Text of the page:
Names in italic are astronauts who have left Low Earth orbit, names in bold are astronauts who have walked on the moon. The flags indicate the astronaut's primary citizenship during his or her time as an astronaut. The symbol identifies female astronauts.

Mystic Mountain

Mystic Mountain is a photograph and a term for a region in the Carina Nebula imaged by the Hubble Space Telescope. The view was captured by the then-new Wide Field Camera 3, though the region was also viewed by the previous generation instrument. The new view celebrated the telescope's 20th anniversary of being in space in 2010. Mystic Mountain contains multiple Herbig-Haro objects where nascent stars are firing off jets of gas which interact with surrounding clouds of gas and dust.This region is about 7,500 light-years (2,300 pc) away from Earth. The pillar measures around three light-years in height (190,000 astronomical units).

NASA Astronaut Group 8

NASA's Astronaut Group 8 was a group of 35 astronauts announced on January 16, 1978. It was the first selection in nine years of astronaut candidates since Group 7 in August 1969, and also included NASA's first female astronauts. Due to the long delay between the last Apollo lunar mission in 1972 and the first flight of the Space Shuttle in 1981, few astronauts from the older groups stayed with NASA. Since then, a new group of candidates has been selected roughly every two years.In Astronaut Group 8, two different astronaut groups were formed: pilots and mission specialists. (With shuttle classes, NASA stopped sending non-pilots for one year of UPT.) Of the 35 selected, six were women, three were male African Americans, and one was a male Asian American.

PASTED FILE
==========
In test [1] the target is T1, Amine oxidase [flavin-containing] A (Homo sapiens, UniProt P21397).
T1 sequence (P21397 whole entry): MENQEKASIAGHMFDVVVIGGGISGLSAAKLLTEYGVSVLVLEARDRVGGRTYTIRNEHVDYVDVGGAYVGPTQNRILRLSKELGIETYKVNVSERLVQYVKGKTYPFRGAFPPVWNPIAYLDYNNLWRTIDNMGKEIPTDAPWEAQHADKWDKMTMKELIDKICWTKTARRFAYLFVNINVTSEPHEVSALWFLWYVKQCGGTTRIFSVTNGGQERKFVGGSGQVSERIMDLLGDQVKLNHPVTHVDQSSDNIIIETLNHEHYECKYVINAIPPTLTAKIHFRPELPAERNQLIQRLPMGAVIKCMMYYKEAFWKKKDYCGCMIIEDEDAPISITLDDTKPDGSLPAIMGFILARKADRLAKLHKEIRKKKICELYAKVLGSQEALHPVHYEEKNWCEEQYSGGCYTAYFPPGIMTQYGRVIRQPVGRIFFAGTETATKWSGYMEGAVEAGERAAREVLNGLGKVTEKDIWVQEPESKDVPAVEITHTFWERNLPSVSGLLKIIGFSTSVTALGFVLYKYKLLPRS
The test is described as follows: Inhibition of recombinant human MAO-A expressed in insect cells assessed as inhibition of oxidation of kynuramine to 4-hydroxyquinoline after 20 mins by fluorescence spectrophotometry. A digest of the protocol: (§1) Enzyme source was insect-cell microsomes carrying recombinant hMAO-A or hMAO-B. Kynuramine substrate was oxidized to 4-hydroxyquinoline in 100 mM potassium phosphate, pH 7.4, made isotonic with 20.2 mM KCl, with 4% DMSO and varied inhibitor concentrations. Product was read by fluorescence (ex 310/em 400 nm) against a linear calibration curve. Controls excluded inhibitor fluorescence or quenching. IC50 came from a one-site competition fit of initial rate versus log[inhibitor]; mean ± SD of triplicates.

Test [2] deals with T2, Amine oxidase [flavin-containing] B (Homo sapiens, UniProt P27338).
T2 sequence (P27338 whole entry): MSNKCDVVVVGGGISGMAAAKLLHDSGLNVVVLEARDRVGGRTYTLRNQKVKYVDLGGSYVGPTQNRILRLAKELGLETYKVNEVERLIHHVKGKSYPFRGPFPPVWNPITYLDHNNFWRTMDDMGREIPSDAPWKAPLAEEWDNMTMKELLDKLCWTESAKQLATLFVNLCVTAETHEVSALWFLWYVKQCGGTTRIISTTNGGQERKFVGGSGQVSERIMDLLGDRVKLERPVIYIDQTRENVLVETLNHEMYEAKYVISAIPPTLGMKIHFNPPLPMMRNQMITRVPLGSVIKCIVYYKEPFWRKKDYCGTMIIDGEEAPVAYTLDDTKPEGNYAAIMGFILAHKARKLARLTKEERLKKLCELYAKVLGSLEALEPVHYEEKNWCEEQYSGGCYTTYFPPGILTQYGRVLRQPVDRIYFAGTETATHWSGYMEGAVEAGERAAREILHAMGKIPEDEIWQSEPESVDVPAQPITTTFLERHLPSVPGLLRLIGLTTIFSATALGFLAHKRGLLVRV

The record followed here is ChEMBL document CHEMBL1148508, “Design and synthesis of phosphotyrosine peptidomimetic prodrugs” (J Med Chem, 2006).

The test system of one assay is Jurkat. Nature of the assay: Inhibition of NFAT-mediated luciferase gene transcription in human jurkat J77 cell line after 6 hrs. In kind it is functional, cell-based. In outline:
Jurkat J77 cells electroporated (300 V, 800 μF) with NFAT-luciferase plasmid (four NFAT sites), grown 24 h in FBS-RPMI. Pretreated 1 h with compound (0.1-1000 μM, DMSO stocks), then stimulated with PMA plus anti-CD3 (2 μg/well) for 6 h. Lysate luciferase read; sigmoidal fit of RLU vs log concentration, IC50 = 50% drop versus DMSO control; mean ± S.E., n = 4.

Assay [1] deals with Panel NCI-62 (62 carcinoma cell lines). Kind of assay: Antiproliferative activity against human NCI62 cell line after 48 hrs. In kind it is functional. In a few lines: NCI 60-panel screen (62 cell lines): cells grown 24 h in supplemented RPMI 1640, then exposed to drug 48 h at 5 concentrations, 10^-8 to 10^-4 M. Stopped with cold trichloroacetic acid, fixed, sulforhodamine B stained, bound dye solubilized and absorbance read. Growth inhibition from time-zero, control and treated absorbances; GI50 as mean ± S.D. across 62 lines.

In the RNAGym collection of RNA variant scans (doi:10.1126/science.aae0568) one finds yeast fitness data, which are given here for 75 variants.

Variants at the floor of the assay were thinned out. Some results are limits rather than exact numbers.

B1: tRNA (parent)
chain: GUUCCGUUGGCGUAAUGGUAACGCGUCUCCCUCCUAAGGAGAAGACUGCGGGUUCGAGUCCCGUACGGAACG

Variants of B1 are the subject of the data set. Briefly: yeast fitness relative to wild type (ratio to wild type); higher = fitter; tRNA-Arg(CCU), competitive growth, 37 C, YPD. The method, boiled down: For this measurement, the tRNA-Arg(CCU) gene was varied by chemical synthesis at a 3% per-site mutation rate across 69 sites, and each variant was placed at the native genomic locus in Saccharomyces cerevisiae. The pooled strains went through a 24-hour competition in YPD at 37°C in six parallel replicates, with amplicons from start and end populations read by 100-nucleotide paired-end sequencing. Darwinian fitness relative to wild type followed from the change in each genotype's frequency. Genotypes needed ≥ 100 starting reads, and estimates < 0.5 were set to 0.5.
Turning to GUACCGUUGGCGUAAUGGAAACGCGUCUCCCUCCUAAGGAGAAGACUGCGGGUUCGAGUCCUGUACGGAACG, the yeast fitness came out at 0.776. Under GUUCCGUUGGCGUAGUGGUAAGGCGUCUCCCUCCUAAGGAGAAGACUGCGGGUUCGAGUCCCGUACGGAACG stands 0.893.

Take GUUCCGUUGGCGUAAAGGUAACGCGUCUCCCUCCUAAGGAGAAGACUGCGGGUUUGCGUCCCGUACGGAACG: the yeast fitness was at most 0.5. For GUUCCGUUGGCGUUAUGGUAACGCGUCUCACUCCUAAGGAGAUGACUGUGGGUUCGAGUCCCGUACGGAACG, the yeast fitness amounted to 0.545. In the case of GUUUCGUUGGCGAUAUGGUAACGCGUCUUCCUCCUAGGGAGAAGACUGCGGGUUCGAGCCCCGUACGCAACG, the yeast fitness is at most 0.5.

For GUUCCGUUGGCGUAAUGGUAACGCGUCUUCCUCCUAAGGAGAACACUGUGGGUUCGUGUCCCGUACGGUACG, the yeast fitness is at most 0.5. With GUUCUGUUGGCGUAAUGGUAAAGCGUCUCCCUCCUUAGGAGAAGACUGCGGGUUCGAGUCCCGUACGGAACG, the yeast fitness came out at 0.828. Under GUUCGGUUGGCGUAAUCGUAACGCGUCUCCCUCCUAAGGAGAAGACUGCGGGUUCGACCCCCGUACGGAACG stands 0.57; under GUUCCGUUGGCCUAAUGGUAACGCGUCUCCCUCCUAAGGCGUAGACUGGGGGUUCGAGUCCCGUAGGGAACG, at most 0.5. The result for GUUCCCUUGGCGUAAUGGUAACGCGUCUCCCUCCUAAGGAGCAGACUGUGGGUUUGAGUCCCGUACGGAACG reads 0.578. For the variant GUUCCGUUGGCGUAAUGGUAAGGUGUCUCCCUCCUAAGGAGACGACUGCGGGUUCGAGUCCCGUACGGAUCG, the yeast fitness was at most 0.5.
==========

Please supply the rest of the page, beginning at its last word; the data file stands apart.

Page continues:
National Register of Historic Places listings in Adams County, Mississippi

This is a list of the National Register of Historic Places listings in Adams County, Mississippi.

This is intended to be a complete list of the properties and districts on the National Register of Historic Places in Adams County, Mississippi, United States. Latitude and longitude coordinates are provided for many National Register properties and districts; these locations may be seen together in a map.There are 120 properties and districts listed on the National Register in the county, including 13 National Historic Landmarks. Another 2 properties were once listed but have been removed.

This National Park Service list is complete through NPS recent listings posted April 12, 2019.

National Register of Historic Places listings in Butler County, Alabama

This is a list of the National Register of Historic Places listings in Butler County, Alabama.

This is intended to be a complete list of the properties and districts on the National Register of Historic Places in Butler County, Alabama, United States. Latitude and longitude coordinates are provided for many National Register properties and districts; these locations may be seen together in a Google map.There are 31 properties and districts listed on the National Register in the county.

This National Park Service list is complete through NPS recent listings posted April 12, 2019.

National Register of Historic Places listings in Clarke County, Alabama

This is a list of the National Register of Historic Places listings in Clarke County, Alabama.

This is intended to be a complete list of the properties and districts on the National Register of Historic Places in Clarke County, Alabama, United States. Latitude and longitude coordinates are provided for many National Register properties and districts; these locations may be seen together in a Google map.There are 21 properties and districts listed on the National Register in the county.

This National Park Service list is complete through NPS recent listings posted April 12, 2019.

National Register of Historic Places listings in Glynn County, Georgia

This is a list of properties and districts in Glynn County, Georgia that are listed on the National Register of Historic Places (NRHP).

This National Park Service list is complete through NPS recent listings posted April 12, 2019.

National Register of Historic Places listings in Limestone County, Texas

This is a list of the National Register of Historic Places listings in Limestone County, Texas.

This is intended to be a complete list of properties listed on the National Register of Historic Places in Limestone County, Texas. There are four properties listed on the National Register in the county.

This National Park Service list is complete through NPS recent listings posted April 12, 2019.

National Register of Historic Places listings in Mitchell County, Georgia